There was one more incident concerning Bobby which saved our lives. On this occasion there were heavy rains in the district and I was returning to the hospital from the farm astride the pony taking a leisurely walk up the hillside. We were nearly at the top when the pony stopped, as it was very dark I could not see a thing as I entirely relied on the sense of the pony to pick his way up the hillside. He had done this hundreds of times and knew the way better than I did. No end of persuasion would induce Bobby to go forward. I dismounted and walked forward a few yards to see what he was shy of. I had gone so far when he whinnied as much as to warn me not to go any farther, so I returned to him and mounted. He turned round of his own accord and we started to go back. The following morning I found why Bobby would not go on. There had been a huge landslide and if it had not been for the instinct of the pony both of us would have gone down thousands of feet. He was a faithful pony sure footed and I don't think I can ever forget him.
My next narrative concerns my wedding to the matron's daughter. We were to be married at the Episcopal Church, Darjeeling. That day was much to be remembered, my wife was a very well known figure in the area and the church was packed with Burra Sahibs (important officials), tea planters, farm hands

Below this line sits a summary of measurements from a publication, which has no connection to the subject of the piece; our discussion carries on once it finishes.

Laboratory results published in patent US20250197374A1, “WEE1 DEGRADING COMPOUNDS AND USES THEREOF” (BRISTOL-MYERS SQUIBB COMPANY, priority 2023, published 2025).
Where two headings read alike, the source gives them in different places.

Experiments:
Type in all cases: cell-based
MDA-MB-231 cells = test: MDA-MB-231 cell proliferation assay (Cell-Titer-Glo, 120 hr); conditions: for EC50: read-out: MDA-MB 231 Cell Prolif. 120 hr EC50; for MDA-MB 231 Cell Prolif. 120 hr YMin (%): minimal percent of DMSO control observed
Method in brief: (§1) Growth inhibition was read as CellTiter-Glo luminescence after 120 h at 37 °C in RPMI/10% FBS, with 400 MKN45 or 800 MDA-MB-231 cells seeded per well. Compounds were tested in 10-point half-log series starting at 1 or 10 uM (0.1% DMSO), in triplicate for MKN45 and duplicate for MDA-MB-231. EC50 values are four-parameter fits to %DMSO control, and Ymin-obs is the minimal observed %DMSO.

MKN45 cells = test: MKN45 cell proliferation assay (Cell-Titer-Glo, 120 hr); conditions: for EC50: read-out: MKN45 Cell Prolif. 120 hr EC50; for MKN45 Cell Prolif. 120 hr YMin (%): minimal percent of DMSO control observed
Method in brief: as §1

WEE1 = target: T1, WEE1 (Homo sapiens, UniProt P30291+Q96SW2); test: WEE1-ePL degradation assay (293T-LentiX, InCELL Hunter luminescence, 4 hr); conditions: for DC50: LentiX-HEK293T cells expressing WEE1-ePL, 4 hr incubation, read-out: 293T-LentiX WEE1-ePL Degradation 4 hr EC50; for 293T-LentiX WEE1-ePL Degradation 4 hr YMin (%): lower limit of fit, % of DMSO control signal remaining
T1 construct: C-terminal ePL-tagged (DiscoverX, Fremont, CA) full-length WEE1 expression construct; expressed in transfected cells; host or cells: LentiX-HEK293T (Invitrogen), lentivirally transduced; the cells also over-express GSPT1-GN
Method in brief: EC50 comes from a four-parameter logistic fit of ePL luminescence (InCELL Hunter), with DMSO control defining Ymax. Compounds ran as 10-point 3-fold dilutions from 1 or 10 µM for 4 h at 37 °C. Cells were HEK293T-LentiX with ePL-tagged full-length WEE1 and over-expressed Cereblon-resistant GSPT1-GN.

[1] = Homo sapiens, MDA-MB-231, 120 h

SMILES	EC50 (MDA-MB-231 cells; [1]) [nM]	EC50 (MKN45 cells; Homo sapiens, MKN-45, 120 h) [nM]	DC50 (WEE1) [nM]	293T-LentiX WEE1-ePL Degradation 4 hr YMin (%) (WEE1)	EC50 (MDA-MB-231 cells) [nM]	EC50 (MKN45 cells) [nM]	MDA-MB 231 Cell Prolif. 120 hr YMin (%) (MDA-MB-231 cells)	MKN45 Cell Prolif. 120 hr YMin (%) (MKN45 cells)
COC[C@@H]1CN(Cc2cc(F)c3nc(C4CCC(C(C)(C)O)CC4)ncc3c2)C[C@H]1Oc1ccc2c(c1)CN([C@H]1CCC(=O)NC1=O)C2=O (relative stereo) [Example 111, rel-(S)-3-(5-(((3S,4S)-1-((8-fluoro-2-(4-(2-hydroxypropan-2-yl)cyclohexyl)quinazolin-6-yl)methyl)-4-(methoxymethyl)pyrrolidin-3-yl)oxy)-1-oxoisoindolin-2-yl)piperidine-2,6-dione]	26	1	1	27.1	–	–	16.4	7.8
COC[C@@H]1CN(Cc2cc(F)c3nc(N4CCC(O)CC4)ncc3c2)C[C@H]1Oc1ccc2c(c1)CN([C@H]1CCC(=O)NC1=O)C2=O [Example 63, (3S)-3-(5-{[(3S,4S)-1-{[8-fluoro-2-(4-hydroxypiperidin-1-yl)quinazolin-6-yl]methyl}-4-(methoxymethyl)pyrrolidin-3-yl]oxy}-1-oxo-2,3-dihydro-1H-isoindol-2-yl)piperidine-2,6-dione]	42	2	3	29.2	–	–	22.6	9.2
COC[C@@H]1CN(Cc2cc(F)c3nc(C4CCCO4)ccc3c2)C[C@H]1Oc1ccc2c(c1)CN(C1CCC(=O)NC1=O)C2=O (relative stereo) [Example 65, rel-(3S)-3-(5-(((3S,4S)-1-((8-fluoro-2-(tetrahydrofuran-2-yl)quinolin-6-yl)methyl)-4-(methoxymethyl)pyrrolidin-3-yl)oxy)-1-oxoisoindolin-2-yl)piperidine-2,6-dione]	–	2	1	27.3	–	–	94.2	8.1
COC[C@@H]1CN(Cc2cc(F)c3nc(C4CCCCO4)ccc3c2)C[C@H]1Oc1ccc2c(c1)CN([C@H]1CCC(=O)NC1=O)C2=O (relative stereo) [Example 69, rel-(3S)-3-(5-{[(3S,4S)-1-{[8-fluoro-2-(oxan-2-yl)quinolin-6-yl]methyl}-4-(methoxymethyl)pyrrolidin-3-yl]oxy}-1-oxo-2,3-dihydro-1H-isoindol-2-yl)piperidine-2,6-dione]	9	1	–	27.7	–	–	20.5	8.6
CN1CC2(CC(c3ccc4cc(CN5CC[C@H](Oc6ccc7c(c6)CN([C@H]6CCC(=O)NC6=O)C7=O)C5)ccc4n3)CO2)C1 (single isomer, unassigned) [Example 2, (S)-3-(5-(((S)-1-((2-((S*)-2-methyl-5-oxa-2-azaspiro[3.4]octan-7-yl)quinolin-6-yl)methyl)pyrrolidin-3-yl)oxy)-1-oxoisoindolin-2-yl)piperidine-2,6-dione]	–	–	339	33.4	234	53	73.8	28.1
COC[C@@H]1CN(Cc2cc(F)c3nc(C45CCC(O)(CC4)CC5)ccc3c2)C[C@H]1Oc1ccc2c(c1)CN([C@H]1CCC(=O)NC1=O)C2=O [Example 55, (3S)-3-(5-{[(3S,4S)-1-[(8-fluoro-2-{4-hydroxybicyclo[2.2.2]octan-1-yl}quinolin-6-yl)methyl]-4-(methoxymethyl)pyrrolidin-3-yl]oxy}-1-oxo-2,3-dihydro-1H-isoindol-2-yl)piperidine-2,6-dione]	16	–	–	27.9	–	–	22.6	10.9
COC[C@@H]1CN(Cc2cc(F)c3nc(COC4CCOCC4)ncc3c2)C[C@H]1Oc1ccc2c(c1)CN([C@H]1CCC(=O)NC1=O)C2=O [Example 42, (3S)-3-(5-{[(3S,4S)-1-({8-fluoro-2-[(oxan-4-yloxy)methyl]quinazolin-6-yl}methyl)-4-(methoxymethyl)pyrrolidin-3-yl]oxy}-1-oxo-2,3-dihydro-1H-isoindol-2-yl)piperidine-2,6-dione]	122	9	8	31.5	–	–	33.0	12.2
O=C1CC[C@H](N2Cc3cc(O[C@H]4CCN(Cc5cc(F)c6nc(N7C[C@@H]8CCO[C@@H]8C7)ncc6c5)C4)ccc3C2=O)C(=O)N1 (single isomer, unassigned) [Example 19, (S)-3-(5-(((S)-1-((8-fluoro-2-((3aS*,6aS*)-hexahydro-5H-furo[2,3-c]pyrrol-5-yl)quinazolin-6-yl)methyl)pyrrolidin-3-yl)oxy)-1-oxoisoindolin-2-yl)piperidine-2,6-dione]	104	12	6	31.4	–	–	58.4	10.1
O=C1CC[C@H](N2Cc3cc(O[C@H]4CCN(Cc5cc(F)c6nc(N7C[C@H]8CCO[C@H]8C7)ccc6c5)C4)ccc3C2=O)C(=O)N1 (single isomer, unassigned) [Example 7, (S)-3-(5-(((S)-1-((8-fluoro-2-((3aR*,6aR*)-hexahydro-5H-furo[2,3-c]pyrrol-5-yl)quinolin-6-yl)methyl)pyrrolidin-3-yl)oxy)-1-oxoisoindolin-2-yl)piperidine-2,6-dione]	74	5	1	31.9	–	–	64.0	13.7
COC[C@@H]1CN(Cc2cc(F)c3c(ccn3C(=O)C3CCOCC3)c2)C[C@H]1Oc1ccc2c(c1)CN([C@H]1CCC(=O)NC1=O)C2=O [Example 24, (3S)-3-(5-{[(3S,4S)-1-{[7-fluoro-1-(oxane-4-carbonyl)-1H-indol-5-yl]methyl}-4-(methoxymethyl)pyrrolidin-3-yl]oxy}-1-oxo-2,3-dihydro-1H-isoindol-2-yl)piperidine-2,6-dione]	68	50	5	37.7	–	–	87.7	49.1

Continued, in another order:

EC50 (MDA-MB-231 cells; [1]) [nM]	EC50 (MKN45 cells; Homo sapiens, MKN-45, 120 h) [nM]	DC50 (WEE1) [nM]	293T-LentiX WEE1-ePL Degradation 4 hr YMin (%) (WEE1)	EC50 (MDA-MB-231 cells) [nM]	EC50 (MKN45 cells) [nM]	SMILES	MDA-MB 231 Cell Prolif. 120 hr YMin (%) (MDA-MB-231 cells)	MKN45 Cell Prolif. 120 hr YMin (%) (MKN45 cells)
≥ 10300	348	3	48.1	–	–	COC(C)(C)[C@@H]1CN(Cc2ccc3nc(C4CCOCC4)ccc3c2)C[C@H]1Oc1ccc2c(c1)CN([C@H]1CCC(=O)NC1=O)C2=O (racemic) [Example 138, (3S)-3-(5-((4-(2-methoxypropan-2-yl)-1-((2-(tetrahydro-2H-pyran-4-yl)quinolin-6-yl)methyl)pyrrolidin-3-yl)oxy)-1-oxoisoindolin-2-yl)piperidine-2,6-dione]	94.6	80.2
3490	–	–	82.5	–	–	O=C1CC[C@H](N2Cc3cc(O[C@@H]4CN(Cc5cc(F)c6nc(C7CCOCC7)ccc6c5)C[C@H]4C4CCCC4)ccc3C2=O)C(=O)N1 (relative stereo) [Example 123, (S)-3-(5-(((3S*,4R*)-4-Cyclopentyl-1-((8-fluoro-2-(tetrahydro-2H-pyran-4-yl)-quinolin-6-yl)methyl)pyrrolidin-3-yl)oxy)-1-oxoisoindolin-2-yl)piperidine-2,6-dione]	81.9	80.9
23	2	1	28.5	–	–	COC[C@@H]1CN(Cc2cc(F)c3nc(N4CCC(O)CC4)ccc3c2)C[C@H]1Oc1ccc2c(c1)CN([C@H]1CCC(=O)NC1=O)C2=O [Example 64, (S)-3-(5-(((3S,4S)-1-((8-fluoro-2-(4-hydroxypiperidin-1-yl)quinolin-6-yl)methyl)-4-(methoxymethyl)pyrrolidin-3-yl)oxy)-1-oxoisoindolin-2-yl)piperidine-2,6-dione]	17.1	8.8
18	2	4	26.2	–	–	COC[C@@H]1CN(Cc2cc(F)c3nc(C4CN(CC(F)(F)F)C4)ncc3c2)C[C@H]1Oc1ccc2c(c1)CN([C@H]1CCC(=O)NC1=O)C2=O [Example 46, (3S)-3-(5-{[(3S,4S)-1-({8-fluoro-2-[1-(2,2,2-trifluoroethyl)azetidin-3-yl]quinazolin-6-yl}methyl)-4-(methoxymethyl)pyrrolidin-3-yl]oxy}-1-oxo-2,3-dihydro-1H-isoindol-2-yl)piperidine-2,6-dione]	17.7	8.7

and coolies. The church had been decorated out with orchids picked from the hillside. We had a full choir with the organ playing. It was an impressive sight and I wonder to this day why all this came to me a serving soldier of no particular standing.
The reception was held at the farm where a huge marquee had been erected, there were almost 250 guests, a lot of whom I had never seen. Drinks were provided by the natives were themselves, since they brew there own, which is called Toddy. The feast for all and sundry was cooked in the open in large pots consisting of goat's meat and rice served with curry. A native band was in attendance providing fun for the natives, the revels went on till the early hours of the morning, but the wife and I were chased off on our wedding night, to our married quarters in Lebong.